Go to blog home page

Posts Tagged ‘microsoft’

By

August 7th, 2013

Astroturfing: What it is and why tech vendors need to stay far, far away

Astroturfing: What it is and why tech vendors need to stay far, far away

Astroturfing is about a different type of fake grass — when vendors or any organization or body tries to deceptively engage with users at a ‘grass roots’ level and influence public opinion.

Astroturfing is about a different type of fake grass — when vendors or any organization or body tries to deceptively engage with users at a ‘grass roots’ level and influence public opinion.

Ah, the last week has seen news about ‘astroturfing’.

Not familiar with astroturfing? Well you’ve probably seen it in action. Though the term was coined way back in 1985 by US Senator Lloyd Bentsen, the practice is still very much with us today.

It’s got nothing to do with synthetic indoor soccer playing surfaces. Astroturfing is about a different type of fake grass — when vendors or any organization or body tries to deceptively engage with users at a ‘grass roots’ level and influence public opinion.

For example, writing and posting your own reviews online would be considered a type of astroturfing. Considering it’s such a potentially, well, to use a British phrase — dodgy — thing to do, it seems to occur with wearying frequency.

While it may be at the forefront in technology circles, astroturfing is certainly not new nor something dreamt up by the tech industry. For example, take the creation of the National Smokers’ Alliance in 1995 — which was purported to be funded by Philip Morris and launched by its well-oiled (and I’m guessing well-paid) PR machine. There’s an amazing(ly shocking) array of examples of astroturfing across geographies, industries and company types.

In the digital world, accusations of astroturfing include a marketing agency working for Apple that was posting fake reviews and a letter-writing initiative from a seemingly grass roots organization that was linked back to Microsoft, trying to wrestle out of its 2010 anti-trust woes.

The most recent case that has everyone blogging and commenting and shouting is the unfortunate case of Samsung, with the Samsung Smart App Challenge 2013 being tarred and feathered with astroturfing allegations. Allegedly it offered developers $500 to ask the developer community four “casual” and “organic” questions on Stackoverflow, a friendly and  accessible developer community for professional and amateur programmers.

A developer that was approached flagged the activity to Stackexhange, the organization behind Stackoverflow, which alerted Samsung and the activity has halted. But the damage has been done. Whatever happens next, we’re at the juncture where this:

-        Smacks of desperation

-        Got the hackles up in open communities like Stackoverflow and made members weary about vendors / marketers / us PR folks

-        Made Samsung look like it doesn’t understand its own target community — developers — and how they want to be approached. The original blogger who called it out, Delyan Kratunov, even stated: “Had they approached me to ask that I promote the competition legitimately, I would’ve been happy to do it out of goodwill.” To me, that says it all.

Samsung said it didn’t know about the activity. In my experience, vendors that say: “Here’s a sack of money, go and do whatever you think is right with it,” are rare. Albino unicorn-rare. [Sidenote: Any tech vendors that are unsure of what their marketing budget is being spent on, come and work with us. We’ll even let you know what we’re doing before we do it. It’s under the cunning codename “plan”].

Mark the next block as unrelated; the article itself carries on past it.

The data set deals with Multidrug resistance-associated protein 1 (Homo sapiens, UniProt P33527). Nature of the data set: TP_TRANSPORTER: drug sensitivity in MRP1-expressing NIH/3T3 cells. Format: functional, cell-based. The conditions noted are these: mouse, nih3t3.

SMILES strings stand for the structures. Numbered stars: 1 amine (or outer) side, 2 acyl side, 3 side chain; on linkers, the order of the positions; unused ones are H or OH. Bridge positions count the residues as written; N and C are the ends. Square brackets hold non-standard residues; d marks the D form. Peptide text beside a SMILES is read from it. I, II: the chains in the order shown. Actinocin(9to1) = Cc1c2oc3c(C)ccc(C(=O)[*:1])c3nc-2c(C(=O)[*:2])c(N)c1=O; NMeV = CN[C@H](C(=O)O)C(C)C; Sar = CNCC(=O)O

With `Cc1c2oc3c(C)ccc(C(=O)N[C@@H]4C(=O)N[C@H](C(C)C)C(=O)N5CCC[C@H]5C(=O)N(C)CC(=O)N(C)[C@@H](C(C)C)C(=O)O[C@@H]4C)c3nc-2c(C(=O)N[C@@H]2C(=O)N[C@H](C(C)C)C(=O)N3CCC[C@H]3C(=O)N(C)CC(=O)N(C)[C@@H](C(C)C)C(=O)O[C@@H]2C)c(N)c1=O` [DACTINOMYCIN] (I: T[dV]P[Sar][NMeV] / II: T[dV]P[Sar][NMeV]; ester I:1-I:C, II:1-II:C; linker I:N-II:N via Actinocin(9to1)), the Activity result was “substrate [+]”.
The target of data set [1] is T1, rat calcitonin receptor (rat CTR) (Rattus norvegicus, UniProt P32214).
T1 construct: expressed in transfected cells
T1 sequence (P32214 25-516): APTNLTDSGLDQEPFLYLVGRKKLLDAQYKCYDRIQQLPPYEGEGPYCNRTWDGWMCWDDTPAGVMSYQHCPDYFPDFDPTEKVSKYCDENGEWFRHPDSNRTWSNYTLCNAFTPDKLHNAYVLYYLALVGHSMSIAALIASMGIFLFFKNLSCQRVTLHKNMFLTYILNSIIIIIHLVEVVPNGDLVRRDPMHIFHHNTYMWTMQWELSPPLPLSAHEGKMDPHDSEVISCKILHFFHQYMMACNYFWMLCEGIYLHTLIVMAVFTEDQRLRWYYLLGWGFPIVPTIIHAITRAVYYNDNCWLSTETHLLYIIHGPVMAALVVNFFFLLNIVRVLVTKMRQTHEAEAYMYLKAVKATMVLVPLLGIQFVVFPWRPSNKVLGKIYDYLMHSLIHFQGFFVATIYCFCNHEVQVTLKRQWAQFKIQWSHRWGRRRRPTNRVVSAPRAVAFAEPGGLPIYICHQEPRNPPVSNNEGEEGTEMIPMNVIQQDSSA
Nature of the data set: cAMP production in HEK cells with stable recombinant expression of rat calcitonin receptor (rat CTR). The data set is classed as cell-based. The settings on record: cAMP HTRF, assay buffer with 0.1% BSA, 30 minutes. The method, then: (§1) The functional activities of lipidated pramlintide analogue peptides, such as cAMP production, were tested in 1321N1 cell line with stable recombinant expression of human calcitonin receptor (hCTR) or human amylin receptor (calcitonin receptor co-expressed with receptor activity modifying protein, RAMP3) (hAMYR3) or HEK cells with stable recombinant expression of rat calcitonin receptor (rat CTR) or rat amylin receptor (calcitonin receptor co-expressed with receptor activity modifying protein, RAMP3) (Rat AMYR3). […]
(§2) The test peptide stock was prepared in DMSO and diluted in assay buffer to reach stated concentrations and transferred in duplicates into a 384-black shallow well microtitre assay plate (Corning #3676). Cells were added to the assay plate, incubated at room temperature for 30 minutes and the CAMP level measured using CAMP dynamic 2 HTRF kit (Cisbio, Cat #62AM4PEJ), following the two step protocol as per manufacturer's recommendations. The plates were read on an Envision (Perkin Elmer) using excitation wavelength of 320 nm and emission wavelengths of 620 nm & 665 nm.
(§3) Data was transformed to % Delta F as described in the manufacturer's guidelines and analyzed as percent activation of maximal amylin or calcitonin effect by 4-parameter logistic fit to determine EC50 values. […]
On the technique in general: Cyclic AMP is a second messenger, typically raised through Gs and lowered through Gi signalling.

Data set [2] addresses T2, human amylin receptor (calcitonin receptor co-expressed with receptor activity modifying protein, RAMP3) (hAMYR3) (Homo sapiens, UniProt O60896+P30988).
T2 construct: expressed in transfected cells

Furthermore, as a consultancy, you are compensated for your ideas, creativity — and ability to execute programs that are in line with the company’s objectives, and their values. I’m pretty sure that “being known for astroturfing” isn’t on any company’s PR objectives.

Tags: , , , , , ,
Posted in Communications consultancy opinion, Hazel Butters: Opinion, PR Practices, Technology PR, Technology PR Blog | Comments Off

 

By

December 17th, 2012

Who searched what? A Google-based year in review

Who searched what? A Google-based year in review

Happy new year from PromptWith 2012 winding down and the New Year quickly approaching us, the search engine masterminds at Google have published the company’s annual Zeitgeist list for the past year. The list highlights the top ten trending and most popular searches each year, dating back to 2001, when we were more concerned with old-time favorites like Harry Potter and Windows XP.

Harry, Ron and Hermione didn’t make into this year’s list. Here’s what did make it in, ranked by Google as the three most popular search topics of 2012 in the US:

  1. Whitney Houston – Due to her unexpected death back in February, the much-loved recording artist, actress and producer was a frequent search term throughout the year
  2. Hurricane Sandy – The natural disaster hit the Caribbean, Mid-Atlantic and Northeastern regions of the US in late October, with New York and New Jersey affected the most. The super storm flooded streets, tunnels and subway lines and power was lost in across many areas, including New York
  3. Election 2012 – It was the Obama vs Romney battle heard around the world (or so it seems). This year’s presidential election was seemingly everywhere. During debates and campaigning, ‘Big Bird’ became more than just a Sesame Street character and ‘binders full of women’ quickly caught on with critics, comedians and the overall general public. Though a close race, President Obama secured four more years in the Oval Office, beating out opponent and former Massachusetts governor Mitt Romney